Debbie Jacob
Friday, 22 July 2011 02:13

Pan in Education Review
Pan on the move by Debbie Jacob


I can count myself as one of the privileged few who witnessed a historic moment in music education when musician/composer Mark Loquan launched his CD Pan in Education at Queen’s Hall last week.

This innovative CD, which is collaboration with Simeon Sandiford of Sanch Electronix Ltd, features a dual compact disc that offers beginning students the chance to learn pan and work their way up to sophisticated pan arrangements.

There’s no other CD like Loquan’s Pan in Education. The CD provides social, historical
and biographical notes, scores for individual instruments and even Internet links. Clips of the original songs are presented in MP3 files.

Notes on Caribbean Rhythms as well as a comparison between the range of instruments of the steel orchestra and those of the conventional symphony orchestra are also included. Pan in Education includes learner outcomes for each lesson. In short, this is a CD where you could see musical scores and hear them as well.

The programme allows pan students to see each note as it is playing. Students can slow down the tempo and speed it up. Students can isolate instruments and add them one by one to get a feel for arranging. Listeners can put the music into perspective; get valuable information about the steelbands playing as well as biographical information about the arrangers.

The section on Caribbean and Latin rhythms demonstrates everything from calypso and soca to samba and shango beats.

Pan in Education is clearly an ambitious, well thought-out project that demonstrates an amazing amount of hard work for a CD that benefits everyone, from beginning students to professionals who are entering the creative field of pan arrangement.

Realising that most of our pan music is being lost because it is not scored, Loquan sets out to teach a generation of musicians from Trinidad and Tobago the valuable skill of reading and writing music.

“Imagine the implications of having all this music that just disappears after Carnival every year recorded and documented by musicians,” Loquan said at his launch.

Loquan believes that students at primary and secondary levels will benefit from using his CD as an educational tool. What he has created is a CD that can cross the curriculum and link subjects such as social studies, drama and English. It can even be used to teach reading and writing form since Loquan has included the lyrics for each one of the songs.


Outside of the classroom, Pan in Education becomes a valuable method of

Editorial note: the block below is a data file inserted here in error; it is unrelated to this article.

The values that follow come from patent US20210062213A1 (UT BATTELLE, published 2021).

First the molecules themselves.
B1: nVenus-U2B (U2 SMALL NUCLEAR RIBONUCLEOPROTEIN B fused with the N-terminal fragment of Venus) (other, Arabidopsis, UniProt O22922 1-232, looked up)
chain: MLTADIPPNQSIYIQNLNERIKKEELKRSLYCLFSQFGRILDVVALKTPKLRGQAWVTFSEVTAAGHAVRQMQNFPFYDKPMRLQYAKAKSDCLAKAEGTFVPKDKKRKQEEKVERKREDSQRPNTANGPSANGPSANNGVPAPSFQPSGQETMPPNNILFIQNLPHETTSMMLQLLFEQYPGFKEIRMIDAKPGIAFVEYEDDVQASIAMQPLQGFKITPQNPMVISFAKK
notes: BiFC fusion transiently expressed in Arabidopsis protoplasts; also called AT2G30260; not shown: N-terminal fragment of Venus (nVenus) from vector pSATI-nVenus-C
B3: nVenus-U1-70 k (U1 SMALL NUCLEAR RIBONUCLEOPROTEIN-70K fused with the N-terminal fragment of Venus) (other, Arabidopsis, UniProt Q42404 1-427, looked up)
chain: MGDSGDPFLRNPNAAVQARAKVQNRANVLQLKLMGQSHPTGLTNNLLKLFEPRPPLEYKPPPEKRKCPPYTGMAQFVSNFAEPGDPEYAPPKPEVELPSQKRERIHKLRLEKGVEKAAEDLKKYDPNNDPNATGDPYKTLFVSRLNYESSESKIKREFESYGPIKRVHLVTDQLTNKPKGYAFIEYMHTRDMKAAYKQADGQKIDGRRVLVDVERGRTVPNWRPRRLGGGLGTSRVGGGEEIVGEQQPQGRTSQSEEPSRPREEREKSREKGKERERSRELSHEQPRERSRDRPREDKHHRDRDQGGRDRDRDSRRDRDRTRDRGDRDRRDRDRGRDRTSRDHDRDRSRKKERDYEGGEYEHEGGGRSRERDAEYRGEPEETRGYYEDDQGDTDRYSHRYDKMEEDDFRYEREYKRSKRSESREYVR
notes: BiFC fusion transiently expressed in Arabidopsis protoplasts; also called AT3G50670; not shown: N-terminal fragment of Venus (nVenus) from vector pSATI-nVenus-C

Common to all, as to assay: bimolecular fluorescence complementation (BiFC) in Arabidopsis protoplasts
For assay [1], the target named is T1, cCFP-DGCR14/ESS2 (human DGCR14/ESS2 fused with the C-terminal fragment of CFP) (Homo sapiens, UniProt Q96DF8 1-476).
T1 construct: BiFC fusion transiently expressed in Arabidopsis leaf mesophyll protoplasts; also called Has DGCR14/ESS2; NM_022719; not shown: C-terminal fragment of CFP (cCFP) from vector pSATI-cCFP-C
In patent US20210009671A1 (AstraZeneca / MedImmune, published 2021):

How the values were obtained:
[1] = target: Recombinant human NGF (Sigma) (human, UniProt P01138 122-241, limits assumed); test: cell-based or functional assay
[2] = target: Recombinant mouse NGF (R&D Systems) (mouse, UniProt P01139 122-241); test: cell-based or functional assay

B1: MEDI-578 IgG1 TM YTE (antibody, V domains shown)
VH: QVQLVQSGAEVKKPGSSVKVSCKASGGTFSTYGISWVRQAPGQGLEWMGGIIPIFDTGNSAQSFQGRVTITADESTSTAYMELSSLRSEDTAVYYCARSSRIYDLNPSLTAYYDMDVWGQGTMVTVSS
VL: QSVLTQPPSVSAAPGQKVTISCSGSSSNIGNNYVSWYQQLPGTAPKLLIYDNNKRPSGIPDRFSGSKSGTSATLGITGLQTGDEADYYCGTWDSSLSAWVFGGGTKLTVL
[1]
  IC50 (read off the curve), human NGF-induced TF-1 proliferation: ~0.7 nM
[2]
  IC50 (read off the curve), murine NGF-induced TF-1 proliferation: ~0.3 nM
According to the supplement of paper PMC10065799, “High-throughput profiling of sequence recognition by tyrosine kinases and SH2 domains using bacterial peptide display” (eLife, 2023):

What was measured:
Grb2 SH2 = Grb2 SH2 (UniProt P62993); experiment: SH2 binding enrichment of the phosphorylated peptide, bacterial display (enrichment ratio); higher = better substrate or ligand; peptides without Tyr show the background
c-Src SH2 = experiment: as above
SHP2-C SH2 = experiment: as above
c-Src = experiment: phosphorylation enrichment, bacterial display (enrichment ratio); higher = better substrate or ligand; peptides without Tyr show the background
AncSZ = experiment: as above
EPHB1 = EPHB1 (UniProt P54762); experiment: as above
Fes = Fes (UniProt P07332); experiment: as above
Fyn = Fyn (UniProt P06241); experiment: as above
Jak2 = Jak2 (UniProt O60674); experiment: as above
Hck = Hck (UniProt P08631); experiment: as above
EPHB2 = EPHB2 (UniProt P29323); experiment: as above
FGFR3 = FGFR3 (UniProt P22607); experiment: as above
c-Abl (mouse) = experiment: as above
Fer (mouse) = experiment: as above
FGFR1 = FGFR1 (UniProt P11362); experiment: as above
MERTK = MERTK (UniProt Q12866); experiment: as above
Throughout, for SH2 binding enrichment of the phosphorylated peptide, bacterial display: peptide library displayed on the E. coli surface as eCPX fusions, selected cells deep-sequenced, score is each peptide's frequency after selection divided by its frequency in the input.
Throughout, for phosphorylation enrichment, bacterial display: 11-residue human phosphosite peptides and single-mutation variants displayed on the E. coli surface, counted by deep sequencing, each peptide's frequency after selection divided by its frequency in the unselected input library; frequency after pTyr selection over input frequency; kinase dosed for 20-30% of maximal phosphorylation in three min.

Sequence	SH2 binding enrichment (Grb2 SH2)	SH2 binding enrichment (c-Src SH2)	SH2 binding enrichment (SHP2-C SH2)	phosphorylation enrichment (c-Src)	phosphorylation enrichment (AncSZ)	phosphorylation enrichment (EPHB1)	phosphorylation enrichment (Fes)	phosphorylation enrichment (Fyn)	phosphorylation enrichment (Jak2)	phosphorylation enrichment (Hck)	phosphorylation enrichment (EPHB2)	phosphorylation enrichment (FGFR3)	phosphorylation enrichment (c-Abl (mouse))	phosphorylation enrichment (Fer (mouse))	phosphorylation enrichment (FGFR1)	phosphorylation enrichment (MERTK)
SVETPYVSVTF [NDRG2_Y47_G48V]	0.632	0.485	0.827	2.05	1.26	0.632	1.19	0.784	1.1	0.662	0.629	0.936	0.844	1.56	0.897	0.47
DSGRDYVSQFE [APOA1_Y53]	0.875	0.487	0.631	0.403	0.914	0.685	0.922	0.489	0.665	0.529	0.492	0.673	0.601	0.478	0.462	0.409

exporting our music. Students and musicians abroad can learn a tremendous amount of history and music from this

This integrated foundation for an evolving music industry is vitally important if pan is going to move to another stage in its development. Music educator Sat Sharma and musicologist Dr Pat Bishop wholeheartedly agreed with Loquan’s vision.

Loquan is the first to admit that his double CD was a long, sometimes arduous effort that took about four years to complete. Because it is a pioneering project, Loquan had to convince steelbands of the value of the project. When it comes to teaching music, steelbands are notorious for rote learning.

“Just think what would happen if everyone learned to read music,” said Loquan.

This certainly would be a liberating experience for local musicians. Loquan said that when he was working in Finland, he used to travel to Sweden to play with a steelband. There, he couldn’t help but notice that they were reading musical scores. Even before he returned to Trinidad, he had a dream to create circumstances where we would get to that point as a nation.

It is the collaborative effort that helps to make this project extraordinarily professional. Kareem Brown transcribed many of the musical arrangements used in the CD. He also helped to build interactive links on the second CD.

Sharma, who also lectures at the University of the West Indies’ Centre for Creative and Festival Arts, proofread and edited the scores used in the CD. He also categorised arrangements according to level of difficulty and proposed a comparison between the ranges of instruments of the classical symphony orchestra and the steelband. He created learner outcomes and suggests links to other subjects.

Executive producer Sandiford engineered 12 of the 13 recordings, gave the projects its name and wrote many of the technical articles presented as digital files on the second CD. Sandiford has dedicated many years to pan recordings and they have always been professional.

Loquan says we have to look to the future and keeping up with the music industry in a technology-based computer age. “When I look far into the future I think of the world out there remembering us for the music we produced and preserved—not just that we were the place where the steelband was born.”

Indeed, if pan is going to be more than a novelty it will have to have a body of music that it can leave as a written legacy. It’s about time that someone is making the effort.

Trinidad Guardian, Monday October 17 2005, page 24.